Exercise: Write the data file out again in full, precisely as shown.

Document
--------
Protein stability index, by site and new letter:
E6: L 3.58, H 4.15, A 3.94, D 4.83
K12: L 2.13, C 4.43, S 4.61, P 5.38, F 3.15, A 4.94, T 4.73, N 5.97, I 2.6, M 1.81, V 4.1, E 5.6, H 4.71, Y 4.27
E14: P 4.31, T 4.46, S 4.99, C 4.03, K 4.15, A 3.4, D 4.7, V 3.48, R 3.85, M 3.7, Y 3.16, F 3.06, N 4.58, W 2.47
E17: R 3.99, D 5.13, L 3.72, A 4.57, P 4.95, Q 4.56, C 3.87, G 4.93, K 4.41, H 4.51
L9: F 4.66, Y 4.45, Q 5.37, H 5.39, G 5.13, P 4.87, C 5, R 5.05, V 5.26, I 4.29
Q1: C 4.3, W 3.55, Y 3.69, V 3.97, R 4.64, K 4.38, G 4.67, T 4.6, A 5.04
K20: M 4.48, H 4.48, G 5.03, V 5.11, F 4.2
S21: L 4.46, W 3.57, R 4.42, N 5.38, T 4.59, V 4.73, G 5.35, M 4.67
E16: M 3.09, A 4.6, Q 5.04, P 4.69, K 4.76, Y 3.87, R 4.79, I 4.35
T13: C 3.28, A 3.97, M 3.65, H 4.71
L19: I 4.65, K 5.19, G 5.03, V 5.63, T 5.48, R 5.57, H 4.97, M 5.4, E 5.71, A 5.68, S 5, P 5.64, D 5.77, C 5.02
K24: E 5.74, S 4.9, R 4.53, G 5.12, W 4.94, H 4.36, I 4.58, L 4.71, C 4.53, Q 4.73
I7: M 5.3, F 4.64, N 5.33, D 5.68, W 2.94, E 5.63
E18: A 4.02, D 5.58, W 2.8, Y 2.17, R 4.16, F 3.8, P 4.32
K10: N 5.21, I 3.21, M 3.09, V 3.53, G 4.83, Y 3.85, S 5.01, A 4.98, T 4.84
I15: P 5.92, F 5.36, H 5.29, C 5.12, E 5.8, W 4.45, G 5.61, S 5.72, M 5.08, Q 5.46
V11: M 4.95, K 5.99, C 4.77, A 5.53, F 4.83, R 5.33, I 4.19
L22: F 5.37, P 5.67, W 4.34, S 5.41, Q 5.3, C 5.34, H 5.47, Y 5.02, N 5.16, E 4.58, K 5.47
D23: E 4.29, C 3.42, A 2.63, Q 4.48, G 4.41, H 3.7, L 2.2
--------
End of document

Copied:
Protein stability index, by site and new letter:
E6: L 3.58, H 4.15, A 3.94, D 4.83
K12: L 2.13, C 4.43, S 4.61, P 5.38, F 3.15, A 4.94, T 4.73, N 5.97, I 2.6, M 1.81, V 4.1, E 5.6, H 4.71, Y 4.27
E14: P 4.31, T 4.46, S 4.99, C 4.03, K 4.15, A 3.4, D 4.7, V 3.48, R 3.85, M 3.7, Y 3.16, F 3.06, N 4.58, W 2.47
E17: R 3.99, D 5.13, L 3.72, A 4.57, P 4.95, Q 4.56, C 3.87, G 4.93, K 4.41, H 4.51
L9: F 4.66, Y 4.45, Q 5.37, H 5.39, G 5.13, P 4.87, C 5, R 5.05, V 5.26, I 4.29
Q1: C 4.3, W 3.55, Y 3.69, V 3.97, R 4.64, K 4.38, G 4.67, T 4.6, A 5.04
K20: M 4.48, H 4.48, G 5.03, V 5.11, F 4.2
S21: L 4.46, W 3.57, R 4.42, N 5.38, T 4.59, V 4.73, G 5.35, M 4.67
E16: M 3.09, A 4.6, Q 5.04, P 4.69, K 4.76, Y 3.87, R 4.79, I 4.35
T13: C 3.28, A 3.97, M 3.65, H 4.71
L19: I 4.65, K 5.19, G 5.03, V 5.63, T 5.48, R 5.57, H 4.97, M 5.4, E 5.71, A 5.68, S 5, P 5.64, D 5.77, C 5.02
K24: E 5.74, S 4.9, R 4.53, G 5.12, W 4.94, H 4.36, I 4.58, L 4.71, C 4.53, Q 4.73
I7: M 5.3, F 4.64, N 5.33, D 5.68, W 2.94, E 5.63
E18: A 4.02, D 5.58, W 2.8, Y 2.17, R 4.16, F 3.8, P 4.32
K10: N 5.21, I 3.21, M 3.09, V 3.53, G 4.83, Y 3.85, S 5.01, A 4.98, T 4.84
I15: P 5.92, F 5.36, H 5.29, C 5.12, E 5.8, W 4.45, G 5.61, S 5.72, M 5.08, Q 5.46
V11: M 4.95, K 5.99, C 4.77, A 5.53, F 4.83, R 5.33, I 4.19
L22: F 5.37, P 5.67, W 4.34, S 5.41, Q 5.3, C 5.34, H 5.47, Y 5.02, N 5.16, E 4.58, K 5.47
D23: E 4.29, C 3.42, A 2.63, Q 4.48, G 4.41, H 3.7, L 2.2